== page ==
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Monday, Oct 25, 2004

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Do we deserve a place among the `deadbeat nations'?

D. Murali

ONE of the many architectural works of Charles Correa is India's Permanent Mission to the United Nations. As the URL of that office would inform, it has "a striking personality and embodies the cultural iconography of the country it represents".

There are some good pictures of the Mission, not on its own site but on, because "Galinsky is a free service for people enjoying buildings worldwide".

A photo of "the Indian Mission to the United Nations" figures also in, but this one is for not paying "more than $22 million in property tax."

If you rush to to find out what the Mission's site says about this, you would find under `News & Press Releases', a lone message: "Coming soon!"

The entire structure symbolises not only the timeless richness of Indian architectural forms, but also conveys the weight, fluency and authority that India seeks to impress in the international comity of nations, reads the info about the building. Yet, I don't think that Correa would have visualised that his client would find a place in the hall of shame.

Among the "7 who are shamed" on the Daily News, India ranks third. On top is Hungary with a $49.7 million due for its "eight-story, 86,400-square-foot UN mission and consulate", followed by the Philippines, $24.1 million for "a bank, a restaurant and Philippine Airlines in its huge, 35,000-square-foot" building. Guinea $5.4 million, Mongolia $2.8 million, Nepal $836,000, and Nigeria $689,000 complete the list.

"Foreign missions are exempt from New York City property tax - but only to the extent that each property is actually used for diplomatic purposes," explains the news report. `Free ride' is only for office space used by the country's UN delegation and the local consulate.

"Also exempt are one residence for one UN ambassador and one residence for a consul general," adds the report.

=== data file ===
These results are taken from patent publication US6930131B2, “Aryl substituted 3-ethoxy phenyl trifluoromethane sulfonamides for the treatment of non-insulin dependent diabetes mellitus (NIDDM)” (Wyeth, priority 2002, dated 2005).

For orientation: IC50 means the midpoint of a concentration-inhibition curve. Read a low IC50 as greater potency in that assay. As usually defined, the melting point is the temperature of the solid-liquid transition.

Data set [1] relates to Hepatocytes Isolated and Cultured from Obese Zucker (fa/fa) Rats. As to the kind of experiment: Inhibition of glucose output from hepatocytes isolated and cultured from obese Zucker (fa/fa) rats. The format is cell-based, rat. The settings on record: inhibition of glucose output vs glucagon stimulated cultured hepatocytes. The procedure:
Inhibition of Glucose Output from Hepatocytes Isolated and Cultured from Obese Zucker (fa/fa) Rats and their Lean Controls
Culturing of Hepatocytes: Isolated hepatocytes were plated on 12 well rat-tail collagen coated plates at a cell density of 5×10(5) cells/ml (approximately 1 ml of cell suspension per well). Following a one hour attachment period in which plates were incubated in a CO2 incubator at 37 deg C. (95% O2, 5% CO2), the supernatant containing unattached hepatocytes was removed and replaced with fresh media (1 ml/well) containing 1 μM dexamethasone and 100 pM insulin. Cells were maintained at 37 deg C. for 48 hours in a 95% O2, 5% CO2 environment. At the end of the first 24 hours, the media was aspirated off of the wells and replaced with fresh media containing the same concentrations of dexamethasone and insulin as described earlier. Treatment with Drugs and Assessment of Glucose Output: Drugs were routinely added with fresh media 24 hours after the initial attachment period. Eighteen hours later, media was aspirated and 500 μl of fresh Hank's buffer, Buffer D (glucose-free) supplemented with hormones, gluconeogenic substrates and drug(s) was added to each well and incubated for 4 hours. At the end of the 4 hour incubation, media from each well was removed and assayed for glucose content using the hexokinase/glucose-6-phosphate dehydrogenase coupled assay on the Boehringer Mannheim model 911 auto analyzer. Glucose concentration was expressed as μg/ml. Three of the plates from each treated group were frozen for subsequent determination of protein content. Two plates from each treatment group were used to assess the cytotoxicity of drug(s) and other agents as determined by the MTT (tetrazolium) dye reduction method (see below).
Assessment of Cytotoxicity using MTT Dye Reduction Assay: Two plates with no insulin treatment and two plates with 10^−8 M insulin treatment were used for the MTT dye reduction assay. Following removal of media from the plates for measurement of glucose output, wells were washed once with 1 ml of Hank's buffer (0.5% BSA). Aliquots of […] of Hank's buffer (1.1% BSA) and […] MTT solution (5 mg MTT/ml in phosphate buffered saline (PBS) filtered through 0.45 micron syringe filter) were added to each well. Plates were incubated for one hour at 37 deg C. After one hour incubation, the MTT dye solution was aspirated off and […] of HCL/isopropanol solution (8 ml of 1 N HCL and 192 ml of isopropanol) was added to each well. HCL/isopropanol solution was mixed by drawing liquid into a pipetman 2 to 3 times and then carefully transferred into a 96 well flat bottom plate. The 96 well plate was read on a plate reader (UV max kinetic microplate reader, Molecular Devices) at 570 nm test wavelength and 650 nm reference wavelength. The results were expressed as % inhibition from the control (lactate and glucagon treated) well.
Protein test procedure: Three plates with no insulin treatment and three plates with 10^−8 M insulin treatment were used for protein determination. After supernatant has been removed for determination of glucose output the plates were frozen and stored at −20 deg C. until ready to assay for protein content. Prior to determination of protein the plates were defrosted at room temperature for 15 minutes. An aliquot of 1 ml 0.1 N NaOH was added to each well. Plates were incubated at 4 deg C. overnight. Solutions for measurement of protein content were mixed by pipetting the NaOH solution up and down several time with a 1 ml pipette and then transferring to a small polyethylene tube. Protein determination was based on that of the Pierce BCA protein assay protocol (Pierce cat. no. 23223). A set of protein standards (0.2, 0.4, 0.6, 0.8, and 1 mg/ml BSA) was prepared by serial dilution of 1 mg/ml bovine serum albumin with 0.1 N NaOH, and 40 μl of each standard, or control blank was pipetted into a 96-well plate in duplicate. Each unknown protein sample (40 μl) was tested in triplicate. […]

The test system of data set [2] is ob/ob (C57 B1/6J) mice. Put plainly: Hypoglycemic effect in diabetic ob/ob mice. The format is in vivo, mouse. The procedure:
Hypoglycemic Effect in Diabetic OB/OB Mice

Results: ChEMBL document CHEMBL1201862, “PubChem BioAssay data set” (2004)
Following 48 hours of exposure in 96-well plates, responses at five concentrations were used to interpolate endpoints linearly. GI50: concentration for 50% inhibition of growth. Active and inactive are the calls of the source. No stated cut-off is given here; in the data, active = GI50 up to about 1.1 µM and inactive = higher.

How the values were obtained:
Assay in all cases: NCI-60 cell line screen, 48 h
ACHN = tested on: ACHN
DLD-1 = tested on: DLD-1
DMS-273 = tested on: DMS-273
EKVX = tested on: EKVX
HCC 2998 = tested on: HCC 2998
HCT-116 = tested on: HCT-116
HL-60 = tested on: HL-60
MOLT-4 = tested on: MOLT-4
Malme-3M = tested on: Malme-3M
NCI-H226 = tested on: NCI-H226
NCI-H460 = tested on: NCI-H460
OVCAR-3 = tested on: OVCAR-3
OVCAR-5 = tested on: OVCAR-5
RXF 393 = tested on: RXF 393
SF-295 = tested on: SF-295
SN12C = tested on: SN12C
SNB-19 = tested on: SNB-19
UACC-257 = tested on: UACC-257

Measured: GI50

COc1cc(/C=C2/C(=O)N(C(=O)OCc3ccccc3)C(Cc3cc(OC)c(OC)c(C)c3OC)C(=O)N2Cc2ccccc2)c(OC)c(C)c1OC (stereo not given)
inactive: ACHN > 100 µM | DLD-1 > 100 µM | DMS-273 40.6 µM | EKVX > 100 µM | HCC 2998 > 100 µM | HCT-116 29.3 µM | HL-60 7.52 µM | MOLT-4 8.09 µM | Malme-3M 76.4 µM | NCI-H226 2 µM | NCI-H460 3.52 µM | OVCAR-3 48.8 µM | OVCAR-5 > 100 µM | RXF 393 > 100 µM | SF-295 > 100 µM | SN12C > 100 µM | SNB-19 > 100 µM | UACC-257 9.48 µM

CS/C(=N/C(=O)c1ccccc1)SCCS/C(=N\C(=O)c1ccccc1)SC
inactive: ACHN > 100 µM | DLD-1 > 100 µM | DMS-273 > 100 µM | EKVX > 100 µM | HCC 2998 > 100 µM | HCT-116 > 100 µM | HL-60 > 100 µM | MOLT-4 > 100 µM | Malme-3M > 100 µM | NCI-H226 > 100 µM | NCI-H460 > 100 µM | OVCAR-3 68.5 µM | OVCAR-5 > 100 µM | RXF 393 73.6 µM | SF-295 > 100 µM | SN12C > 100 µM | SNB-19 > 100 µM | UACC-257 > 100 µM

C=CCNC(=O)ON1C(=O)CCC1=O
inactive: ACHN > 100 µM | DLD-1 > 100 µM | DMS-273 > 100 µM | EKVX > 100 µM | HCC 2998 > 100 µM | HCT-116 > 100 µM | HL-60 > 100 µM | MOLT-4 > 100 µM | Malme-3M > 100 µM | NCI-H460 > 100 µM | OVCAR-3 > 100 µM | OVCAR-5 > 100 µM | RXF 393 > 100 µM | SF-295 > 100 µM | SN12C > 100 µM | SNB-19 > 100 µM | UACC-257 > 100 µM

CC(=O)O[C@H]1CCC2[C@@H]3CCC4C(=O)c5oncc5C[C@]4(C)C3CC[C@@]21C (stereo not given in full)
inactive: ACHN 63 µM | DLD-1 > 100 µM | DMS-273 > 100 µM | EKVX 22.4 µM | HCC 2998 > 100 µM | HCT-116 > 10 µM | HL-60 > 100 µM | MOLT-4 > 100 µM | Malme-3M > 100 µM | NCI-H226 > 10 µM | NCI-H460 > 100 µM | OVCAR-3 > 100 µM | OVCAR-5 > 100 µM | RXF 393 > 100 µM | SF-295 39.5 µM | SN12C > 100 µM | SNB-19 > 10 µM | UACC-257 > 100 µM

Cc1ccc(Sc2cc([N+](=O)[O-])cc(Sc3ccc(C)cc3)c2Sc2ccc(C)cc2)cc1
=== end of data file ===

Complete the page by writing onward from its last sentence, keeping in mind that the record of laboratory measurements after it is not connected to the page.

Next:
Thus, presumably, these claims from the city taxman are for non-diplomatic use of premises. Info on Galinsky's site cites Susanna Sirefman's New York - A guide to recent architecture, and may be indicative of usage: "Twenty-eight stories high, the lower four floors are administrative offices for the Chancery of the Indian Government. Above this sit residential quarters for mission employees."

Now, who are all living in our building? "The Indian UN mission is a big mystery for the city. Indian officials have barred New York City property inspectors at its ornate, two-story brass front doors," frets Daily News.

Perhaps, we have a right to information as much as the NY taxman insists. Or, at least, we'll let them share the data with us, once they come to find out! Hungarians too seem to have refused to let city inspectors "take inventory" of inmates in their building.

On Daily News, the `special report' by William Sherman and Bob Port is titled "A towering slap in city's face" and begins thus: "Foreign countries that own prime city real estate worth more than $200 million have found an easy way to avoid property tax in New York City - just refuse to pay." When they get a bill, "deadbeat nations often just ignore it". What a slap!

Again, "When a city tax assessor knocks, they often will not open the consulate door," write the authors, citing "city computer records obtained by the Daily News".

What's shackling the city officials is that the law doesn't allow them to "foreclose or even enforce a lien on a foreign nation's property, even when it is rented or used for commercial purposes", and so help has come from Washington.

A quote from Senator Hillary Clinton, plugged into the report reads: "It is simply outrageous for property taxes to be blatantly ignored. New Yorkers face severe financial penalties if they do this, and so should diplomats." There is also a comment of Senator Chuck Schumer that it makes no sense to "let foreign diplomats get away without paying property taxes and parking tickets".

But, faced with foreigners who "cannot be forced to cooperate, or even communicate" there is an amendment in the works: Foreign Operations Bill "to freeze foreign aid to countries by amounts they owe New York City for property tax or parking tickets."

Forget about aid; NY city is suing India, along with the Philippines and Mongolia. Last year, Turkey was dragged to court "for $70 million in back property tax" though the dues were settled "for only $5 million".

A quote from Robert Kandel, "a real estate attorney" fighting our case, says: "India's space is protected from New York City's taxing power by the right those nations have to security and foreign sovereign immunity."

Sounds defensible?


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